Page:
Shades of Blue by Karen Kingsbury is the story of a young dating couple who made a series of bad choices and then went separate ways, but they find the consequences of those choices are still haunting them years later. The man, Brad, believes he has moved on with his life until an ad campaign he is working on for baby blankets a few weeks before his own wedding undoes him, and he realizes he must find Emma and apologize.
Emma has never really moved on: she keeps other relationships at bay and has walked away from God, feeling too dirty and sinful to be worthy of His notice or the love of God or man.
The news comes as a blow to Brad’s fiancee, Laura, who has to deal with her own feelings of fear and betrayal.
This book deals carefully and well with the varied emotions resulting from an abortion (no spoilers there as it is revealed early on). The plot is what should ideally happen for forgiveness to be found and for those involved to move on, though, sadly, I am afraid real life probably doesn’t often happen this way.
The Publisher’s Weekly Review says, “Kingsbury tackles a touchy, difficult topic, yet in her characteristic style, her gentle approach wins the day. It will also overcome any reader resistance, no matter what position one takes on this volatile issue.” I agree.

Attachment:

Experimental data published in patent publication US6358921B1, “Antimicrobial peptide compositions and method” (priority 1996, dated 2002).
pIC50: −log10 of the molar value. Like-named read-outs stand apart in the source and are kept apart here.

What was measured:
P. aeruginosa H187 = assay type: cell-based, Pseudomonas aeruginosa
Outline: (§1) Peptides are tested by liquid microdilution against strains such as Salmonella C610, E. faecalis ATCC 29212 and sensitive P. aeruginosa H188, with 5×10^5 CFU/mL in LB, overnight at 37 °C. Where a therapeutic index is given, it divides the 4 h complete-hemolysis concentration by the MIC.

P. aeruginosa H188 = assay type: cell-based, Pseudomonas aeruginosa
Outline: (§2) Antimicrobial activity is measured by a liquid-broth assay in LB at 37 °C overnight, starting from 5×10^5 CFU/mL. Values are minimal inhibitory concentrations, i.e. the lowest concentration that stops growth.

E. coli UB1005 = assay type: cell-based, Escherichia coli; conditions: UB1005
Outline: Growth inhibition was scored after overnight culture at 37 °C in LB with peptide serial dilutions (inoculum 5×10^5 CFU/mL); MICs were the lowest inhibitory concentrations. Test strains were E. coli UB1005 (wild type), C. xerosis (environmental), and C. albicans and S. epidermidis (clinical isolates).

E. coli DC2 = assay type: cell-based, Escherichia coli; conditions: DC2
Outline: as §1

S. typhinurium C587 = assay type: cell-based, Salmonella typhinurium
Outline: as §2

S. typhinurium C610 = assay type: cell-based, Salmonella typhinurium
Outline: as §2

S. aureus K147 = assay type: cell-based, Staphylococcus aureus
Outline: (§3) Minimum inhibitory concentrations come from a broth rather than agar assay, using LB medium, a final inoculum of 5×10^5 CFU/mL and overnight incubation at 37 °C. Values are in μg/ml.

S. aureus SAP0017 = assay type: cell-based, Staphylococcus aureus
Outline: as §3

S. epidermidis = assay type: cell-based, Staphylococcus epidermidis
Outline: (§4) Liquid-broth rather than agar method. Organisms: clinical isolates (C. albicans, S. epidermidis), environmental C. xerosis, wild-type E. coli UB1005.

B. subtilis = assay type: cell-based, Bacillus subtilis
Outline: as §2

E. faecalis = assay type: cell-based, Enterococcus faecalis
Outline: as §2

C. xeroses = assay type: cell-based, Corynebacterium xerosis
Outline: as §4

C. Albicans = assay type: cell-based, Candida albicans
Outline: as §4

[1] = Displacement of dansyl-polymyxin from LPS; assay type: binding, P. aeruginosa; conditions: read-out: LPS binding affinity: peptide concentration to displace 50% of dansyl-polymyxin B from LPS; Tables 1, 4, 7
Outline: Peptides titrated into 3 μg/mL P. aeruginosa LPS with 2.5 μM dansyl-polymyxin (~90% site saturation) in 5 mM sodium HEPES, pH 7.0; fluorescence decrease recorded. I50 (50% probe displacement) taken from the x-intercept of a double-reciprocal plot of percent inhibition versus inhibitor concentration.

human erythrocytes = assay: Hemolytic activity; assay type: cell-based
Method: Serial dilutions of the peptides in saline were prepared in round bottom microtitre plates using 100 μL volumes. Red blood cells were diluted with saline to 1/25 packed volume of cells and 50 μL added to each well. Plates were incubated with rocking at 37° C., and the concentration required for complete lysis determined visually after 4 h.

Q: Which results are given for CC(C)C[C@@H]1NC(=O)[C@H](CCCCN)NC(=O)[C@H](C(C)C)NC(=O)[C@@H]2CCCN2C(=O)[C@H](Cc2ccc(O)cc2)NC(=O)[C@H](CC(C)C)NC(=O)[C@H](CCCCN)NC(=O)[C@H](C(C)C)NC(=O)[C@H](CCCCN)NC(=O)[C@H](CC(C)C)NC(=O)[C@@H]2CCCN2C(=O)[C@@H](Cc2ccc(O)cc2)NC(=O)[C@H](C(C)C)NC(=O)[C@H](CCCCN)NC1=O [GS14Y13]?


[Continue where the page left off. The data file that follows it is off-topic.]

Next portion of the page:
Fit to Be Tied is the second of Robin Lee Hatcher’s Sisters of Bethlehem series. Gwen and Cleo are fraternal twins, separated at the age of two when their mother left their father, taking Gwen with her and leaving Cleo with their father at the ranch in Idaho. Gwen came back to ID to live and renew her relationship with her father and sister, and though they love each other dearly, Gwen and Cleo are as different as night and day. Gwen is every bit the refined lady; Cleo is the chief wrangler of her father’s ranch, more comfortable in trousers and with the animals, in 1916 Idaho where this was highly unconventional for women.
Into their midst comes an English aristocrat, Sherwood Stratham, who has been sent to America as punishment by his father in hopes that he will mend his ways. He ends up as a hand on the ranch with Cleo as his reluctant supervisor. They have to deal with their differences and prejudices against each other until they begin to discover the good qualities in each other.
It wouldn’t take much to guess that the couple falls in love, but how they get there is a lot of fun and free from many of the cliches that westerns or an opposites-attracting storyline can fall into. I liked how the plot progressed and I like the real depth of their relationship.
Thanks to Zondervan for providing a copy of Fit to Be Tied for review.